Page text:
Ten free and legal Web tools for journalists

Adam Westbrook recently wrote about his favorite freebie programs and the list is worth a look.

Among his Top 10, are three of my own faves.

1. MPEG Streamclip

What it does: Put simply,  MPEG Streamclip is a video transcoder and compressor. It takes a video file and converts it into a smaller, bigger, different video file to suit your needs. I use it to compress the HD footage from my DSLR camera into a smaller high quality file so Final Cut Pro can handle it for editing.

Why you should have it: If you’re involved with the shooting or editing of video, MPEG Streamclip is a big problem solver. If you’ve got a film shot in .mov files, but one .avi file from another source, MPEG Streamclip will convert it. It’s also vital for making sure all your video uses the same codecs. You can also use it to resize footage.

How to get it: MPEG Streamclip is produced and published for free by Squared5. To download it for Mac or Windows, click here.

2. Audacity

What it does: Audacity edits audio in lots of ways and is particularly effective for editing speech. It’s used in plenty of radio newsrooms around the world as an alternative to Adobe Audition. It allows for multilayered editing and lets you add plenty of professional filters to your audio.

Why you should have it: It’s useful as a simple converter (to turn a big .WAV file into a nice .mp3) but you’ll get more value from it if you’re editing podcasts or audio slideshows or using audio regularly in your work. It’s a bit tricky to get used to though, so give it time.

How to get it: It’s available for Windows, Mac and Linux and is also released – for free – under the GNU licence. Click here to get a copy.

3.  Quicktime Pro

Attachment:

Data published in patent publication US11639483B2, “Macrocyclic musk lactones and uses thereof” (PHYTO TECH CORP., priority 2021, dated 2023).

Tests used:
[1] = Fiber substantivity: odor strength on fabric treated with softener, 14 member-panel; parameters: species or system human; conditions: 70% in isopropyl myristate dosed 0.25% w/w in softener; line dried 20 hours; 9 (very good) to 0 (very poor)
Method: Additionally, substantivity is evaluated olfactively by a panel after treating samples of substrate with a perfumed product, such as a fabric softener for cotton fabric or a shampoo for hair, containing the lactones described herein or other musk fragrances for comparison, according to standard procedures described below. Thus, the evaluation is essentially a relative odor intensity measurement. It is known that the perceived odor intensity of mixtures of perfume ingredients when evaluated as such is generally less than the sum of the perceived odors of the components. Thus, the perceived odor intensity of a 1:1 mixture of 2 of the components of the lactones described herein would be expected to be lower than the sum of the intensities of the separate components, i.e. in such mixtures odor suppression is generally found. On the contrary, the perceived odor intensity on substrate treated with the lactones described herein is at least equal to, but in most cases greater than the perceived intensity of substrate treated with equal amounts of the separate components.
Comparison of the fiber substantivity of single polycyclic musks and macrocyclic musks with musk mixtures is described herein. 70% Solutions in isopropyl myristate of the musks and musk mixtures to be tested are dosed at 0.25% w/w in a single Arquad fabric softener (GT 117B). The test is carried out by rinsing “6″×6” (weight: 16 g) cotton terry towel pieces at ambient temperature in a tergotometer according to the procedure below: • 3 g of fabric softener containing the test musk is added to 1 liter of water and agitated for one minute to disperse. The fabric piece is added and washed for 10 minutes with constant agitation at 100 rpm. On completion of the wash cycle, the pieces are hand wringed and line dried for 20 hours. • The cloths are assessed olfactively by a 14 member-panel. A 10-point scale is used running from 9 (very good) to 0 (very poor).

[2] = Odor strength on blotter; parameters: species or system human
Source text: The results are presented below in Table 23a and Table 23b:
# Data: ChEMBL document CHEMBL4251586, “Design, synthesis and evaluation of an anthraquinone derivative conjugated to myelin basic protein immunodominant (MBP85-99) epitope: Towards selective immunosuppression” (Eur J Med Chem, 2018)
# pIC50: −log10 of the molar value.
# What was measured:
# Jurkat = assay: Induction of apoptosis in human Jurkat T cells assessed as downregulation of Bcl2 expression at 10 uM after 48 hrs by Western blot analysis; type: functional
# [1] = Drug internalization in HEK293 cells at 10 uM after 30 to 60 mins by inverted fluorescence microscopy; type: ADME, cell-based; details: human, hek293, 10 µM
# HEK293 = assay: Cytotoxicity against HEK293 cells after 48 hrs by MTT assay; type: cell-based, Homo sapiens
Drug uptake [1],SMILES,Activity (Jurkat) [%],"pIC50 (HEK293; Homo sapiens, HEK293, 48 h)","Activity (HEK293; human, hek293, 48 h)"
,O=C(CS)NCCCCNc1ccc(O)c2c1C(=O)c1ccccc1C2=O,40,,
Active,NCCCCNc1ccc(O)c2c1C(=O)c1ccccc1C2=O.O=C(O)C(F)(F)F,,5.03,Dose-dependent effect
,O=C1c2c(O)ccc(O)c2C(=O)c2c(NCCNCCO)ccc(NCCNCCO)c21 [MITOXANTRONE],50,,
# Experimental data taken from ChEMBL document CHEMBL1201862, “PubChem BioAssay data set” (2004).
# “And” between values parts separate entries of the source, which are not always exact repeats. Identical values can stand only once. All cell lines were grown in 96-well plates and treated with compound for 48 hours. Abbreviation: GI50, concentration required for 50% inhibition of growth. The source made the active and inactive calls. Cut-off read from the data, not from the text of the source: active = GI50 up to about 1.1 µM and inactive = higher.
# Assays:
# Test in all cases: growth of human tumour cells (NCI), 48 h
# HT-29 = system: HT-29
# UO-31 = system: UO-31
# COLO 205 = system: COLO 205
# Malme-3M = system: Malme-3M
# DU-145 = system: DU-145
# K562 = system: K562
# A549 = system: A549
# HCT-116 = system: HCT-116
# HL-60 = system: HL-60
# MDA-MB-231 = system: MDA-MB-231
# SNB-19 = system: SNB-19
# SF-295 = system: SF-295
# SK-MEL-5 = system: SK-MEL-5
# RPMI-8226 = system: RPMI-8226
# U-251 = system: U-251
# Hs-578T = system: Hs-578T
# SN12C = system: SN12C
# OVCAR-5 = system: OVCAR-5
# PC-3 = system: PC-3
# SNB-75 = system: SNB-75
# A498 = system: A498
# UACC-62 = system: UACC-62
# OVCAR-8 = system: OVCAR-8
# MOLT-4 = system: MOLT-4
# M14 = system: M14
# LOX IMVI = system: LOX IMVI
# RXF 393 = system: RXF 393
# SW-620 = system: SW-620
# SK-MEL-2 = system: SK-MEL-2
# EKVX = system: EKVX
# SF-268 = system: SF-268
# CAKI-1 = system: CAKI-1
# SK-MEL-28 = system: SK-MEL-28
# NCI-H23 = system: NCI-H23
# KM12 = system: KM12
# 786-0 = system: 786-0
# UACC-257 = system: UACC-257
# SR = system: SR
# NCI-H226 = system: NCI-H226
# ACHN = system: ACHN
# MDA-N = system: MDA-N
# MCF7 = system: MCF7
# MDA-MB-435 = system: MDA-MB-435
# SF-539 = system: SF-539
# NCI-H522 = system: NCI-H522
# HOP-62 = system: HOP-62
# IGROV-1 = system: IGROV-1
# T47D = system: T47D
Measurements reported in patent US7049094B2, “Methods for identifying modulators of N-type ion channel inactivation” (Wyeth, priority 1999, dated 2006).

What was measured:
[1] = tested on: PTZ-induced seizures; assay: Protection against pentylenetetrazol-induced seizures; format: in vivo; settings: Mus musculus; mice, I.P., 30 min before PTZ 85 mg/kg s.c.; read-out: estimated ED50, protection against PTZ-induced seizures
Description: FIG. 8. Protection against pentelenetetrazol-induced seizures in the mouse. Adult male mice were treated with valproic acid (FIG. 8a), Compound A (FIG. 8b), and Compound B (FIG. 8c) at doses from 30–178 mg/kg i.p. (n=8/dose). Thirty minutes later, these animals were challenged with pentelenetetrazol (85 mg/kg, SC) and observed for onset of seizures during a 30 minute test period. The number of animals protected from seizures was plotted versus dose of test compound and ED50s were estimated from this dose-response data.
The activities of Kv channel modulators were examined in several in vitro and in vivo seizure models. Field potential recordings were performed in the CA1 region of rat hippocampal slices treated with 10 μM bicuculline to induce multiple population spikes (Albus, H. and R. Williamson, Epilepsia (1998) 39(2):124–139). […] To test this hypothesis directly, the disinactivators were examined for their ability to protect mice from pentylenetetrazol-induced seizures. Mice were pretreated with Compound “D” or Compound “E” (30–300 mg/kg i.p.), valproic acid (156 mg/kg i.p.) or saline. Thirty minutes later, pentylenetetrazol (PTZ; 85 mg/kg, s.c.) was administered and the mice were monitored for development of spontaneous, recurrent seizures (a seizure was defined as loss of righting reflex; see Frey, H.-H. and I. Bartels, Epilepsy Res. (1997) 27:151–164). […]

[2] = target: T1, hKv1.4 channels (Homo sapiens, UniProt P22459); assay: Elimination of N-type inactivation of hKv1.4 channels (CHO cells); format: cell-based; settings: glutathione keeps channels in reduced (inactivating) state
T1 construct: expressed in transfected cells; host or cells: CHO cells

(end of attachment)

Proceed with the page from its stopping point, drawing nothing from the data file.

What it does: Why have I added Quicktime to this list? We all have it anyway right and it just plays .mov videos right? Wrong. Turns out Quicktime (on a Mac at least) is a bit more interesting than that. Did you know it can also record audio, video and even screencasts?

Why you should have it: You can use it to record footage from your webcam and Skype interviews. If you want to demo something on your computer, a screencast video is great.

How to get it: If you’ve got a Mac you should already have it. Again, a quick scout around the internet suggests this isn’t available for Windows users with Quicktime. Sorry guys!

One other I would include:  HandBrake.  When someone hands you a DVD and says you’re OK to use the footage in your story, you may need to rip it and convert it to a usable format.  HandBrake works like a charm.

How about you?  Anymore you would add to the list?


1 comment for “Ten free and legal Web tools for journalists

  1. DB
    February 14, 2011 at 10:01 am

    I left a longer post at Adam Westbrook’s blog, but wanted to mention something here.

    I’ve found Audacity to be a quirky piece of software. Besides having to install the LAME encoder manually for mp3 work, one occasionally hits bugs that slow down or destroy work.

    I use Wavosaur for simple audio editing.

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